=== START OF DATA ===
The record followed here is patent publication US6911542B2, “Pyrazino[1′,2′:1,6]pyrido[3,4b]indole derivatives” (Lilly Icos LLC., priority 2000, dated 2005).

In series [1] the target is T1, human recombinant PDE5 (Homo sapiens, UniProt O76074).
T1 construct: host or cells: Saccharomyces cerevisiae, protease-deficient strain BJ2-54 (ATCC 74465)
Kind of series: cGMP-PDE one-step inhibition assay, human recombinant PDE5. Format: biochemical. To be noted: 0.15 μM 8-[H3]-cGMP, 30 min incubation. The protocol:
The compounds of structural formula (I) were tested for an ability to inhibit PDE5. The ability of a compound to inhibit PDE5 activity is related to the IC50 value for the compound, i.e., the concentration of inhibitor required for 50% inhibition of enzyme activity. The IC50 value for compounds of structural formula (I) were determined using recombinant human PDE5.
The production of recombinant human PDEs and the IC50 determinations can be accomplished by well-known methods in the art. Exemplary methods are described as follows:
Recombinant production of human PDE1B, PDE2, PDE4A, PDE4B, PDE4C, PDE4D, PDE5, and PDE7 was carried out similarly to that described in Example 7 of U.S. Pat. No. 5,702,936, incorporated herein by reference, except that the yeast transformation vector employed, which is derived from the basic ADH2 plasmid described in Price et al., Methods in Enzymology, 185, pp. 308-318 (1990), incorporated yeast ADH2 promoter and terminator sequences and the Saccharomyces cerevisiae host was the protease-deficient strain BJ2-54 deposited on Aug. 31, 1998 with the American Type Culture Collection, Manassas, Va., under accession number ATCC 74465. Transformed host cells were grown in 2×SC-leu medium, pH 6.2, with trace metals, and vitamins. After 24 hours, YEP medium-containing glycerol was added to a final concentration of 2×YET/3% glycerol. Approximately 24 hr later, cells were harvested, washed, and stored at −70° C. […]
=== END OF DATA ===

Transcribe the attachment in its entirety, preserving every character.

The record followed here is patent publication US6911542B2, “Pyrazino[1′,2′:1,6]pyrido[3,4b]indole derivatives” (Lilly Icos LLC., priority 2000, dated 2005).

In series [1] the target is T1, human recombinant PDE5 (Homo sapiens, UniProt O76074).
T1 construct: host or cells: Saccharomyces cerevisiae, protease-deficient strain BJ2-54 (ATCC 74465)
Kind of series: cGMP-PDE one-step inhibition assay, human recombinant PDE5. Format: biochemical. To be noted: 0.15 μM 8-[H3]-cGMP, 30 min incubation. The protocol:
The compounds of structural formula (I) were tested for an ability to inhibit PDE5. The ability of a compound to inhibit PDE5 activity is related to the IC50 value for the compound, i.e., the concentration of inhibitor required for 50% inhibition of enzyme activity. The IC50 value for compounds of structural formula (I) were determined using recombinant human PDE5.
The production of recombinant human PDEs and the IC50 determinations can be accomplished by well-known methods in the art. Exemplary methods are described as follows:
Recombinant production of human PDE1B, PDE2, PDE4A, PDE4B, PDE4C, PDE4D, PDE5, and PDE7 was carried out similarly to that described in Example 7 of U.S. Pat. No. 5,702,936, incorporated herein by reference, except that the yeast transformation vector employed, which is derived from the basic ADH2 plasmid described in Price et al., Methods in Enzymology, 185, pp. 308-318 (1990), incorporated yeast ADH2 promoter and terminator sequences and the Saccharomyces cerevisiae host was the protease-deficient strain BJ2-54 deposited on Aug. 31, 1998 with the American Type Culture Collection, Manassas, Va., under accession number ATCC 74465. Transformed host cells were grown in 2×SC-leu medium, pH 6.2, with trace metals, and vitamins. After 24 hours, YEP medium-containing glycerol was added to a final concentration of 2×YET/3% glycerol. Approximately 24 hr later, cells were harvested, washed, and stored at −70° C. […]